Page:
The history of Pattadakal goes back to a time when it was called Kisuvolal, a valley of red soil. It even found a mention in Ptolemy’s Geography in the 2nd century CE. Presently Pattadakal is located in the district of Bagalkot, state of Karnataka, India. The Chalukyas of Badami (ancient Vatapi) or Early Chalukyas (543-753 CE) built a large complex of temples for royal commemoration and coronation in Pattadakal. This complex is on the left bank of the Malaprabha River which runs further north to meet the river Krishna. It was accorded World Heritage Status by UNESCO in 1987.
Pattadakal literally means ‘coronation stone’ and bears testimony to the later phase of evolution of the distinctive Early Chalukyan architecture. The gestation phase of this development which took place in Aihole, Badami (the ancient capital), Alampur, and Mahakuta finds its culmination here. It is in the last few decades, during the successive reigns of Vijayaditya (696-733 CE), Vikramaditya II (733-746 CE) and Kirtivarman II (746-753 CE), that several temples were gradually constructed in this fertile valley. A Jain shrine was constructed much later, after the collapse of the empire by their successor Rashtrakuta Dynasty (8th-10th centuries CE) in the 9th century CE.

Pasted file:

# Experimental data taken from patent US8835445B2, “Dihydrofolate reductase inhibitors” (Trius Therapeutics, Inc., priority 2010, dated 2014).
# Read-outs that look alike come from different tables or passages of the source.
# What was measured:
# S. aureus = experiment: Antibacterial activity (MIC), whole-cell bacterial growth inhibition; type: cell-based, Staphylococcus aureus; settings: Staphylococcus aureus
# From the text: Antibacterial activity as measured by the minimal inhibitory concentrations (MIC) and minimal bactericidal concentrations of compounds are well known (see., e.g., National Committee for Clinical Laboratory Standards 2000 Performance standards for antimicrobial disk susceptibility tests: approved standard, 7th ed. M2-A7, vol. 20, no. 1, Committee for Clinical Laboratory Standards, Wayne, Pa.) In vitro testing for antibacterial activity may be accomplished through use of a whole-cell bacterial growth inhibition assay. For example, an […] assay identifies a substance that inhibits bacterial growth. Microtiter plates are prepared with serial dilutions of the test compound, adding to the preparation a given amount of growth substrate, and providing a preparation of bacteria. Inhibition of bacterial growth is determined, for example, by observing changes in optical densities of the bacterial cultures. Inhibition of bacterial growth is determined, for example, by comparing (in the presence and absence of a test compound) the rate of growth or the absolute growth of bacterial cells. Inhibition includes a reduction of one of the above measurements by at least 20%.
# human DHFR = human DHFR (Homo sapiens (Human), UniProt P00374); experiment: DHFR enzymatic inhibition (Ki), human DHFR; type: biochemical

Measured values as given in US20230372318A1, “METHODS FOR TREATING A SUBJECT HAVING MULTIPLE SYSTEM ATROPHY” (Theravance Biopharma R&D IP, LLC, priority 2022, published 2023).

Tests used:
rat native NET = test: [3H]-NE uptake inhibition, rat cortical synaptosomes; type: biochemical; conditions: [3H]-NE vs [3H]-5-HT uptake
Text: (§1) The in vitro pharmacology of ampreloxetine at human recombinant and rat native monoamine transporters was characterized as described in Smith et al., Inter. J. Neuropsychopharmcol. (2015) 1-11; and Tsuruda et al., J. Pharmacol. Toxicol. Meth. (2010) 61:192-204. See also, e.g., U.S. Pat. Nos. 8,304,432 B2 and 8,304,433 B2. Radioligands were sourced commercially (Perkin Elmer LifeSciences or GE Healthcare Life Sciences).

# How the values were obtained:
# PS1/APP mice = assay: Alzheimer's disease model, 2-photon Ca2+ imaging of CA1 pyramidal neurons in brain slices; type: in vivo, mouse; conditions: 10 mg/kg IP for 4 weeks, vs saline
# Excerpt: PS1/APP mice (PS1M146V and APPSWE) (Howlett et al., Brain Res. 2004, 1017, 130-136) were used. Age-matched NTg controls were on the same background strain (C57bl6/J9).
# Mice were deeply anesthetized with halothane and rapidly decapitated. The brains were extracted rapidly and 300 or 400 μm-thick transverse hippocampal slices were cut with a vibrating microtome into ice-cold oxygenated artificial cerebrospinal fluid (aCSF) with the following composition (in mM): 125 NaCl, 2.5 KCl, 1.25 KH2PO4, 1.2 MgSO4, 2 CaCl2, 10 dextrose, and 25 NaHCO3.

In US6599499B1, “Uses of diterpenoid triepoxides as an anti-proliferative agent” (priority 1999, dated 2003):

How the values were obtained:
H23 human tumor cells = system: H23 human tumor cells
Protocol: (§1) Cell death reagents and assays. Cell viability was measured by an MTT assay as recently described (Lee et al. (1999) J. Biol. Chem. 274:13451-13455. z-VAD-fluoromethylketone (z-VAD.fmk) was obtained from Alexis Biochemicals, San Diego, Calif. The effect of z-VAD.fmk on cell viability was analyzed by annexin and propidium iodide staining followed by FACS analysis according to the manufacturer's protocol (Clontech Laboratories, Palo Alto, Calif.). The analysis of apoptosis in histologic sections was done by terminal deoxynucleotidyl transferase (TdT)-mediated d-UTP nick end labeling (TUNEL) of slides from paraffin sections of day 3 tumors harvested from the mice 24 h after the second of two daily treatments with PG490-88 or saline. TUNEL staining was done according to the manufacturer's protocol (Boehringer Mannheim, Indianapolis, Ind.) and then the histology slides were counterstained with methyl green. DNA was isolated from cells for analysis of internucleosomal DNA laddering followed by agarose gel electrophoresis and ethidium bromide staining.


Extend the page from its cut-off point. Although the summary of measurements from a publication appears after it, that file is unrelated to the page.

The basic plan of a temple runs thus: the garbha griha (sanctum sanctorum) opens to an antarala (vestibule) and houses the murti (enshrined image) on a pitha (pedestal). An expansive pillared mandapa (hall) adjoins the antarala. A shikhara (superstructure) rises on top of the garbha griha and contains an amalaka (a ribbed stone) with a kalash (pot with mango leaves and a coconut) at its finial. The vimana then comprises both the garbha griha and shikhara.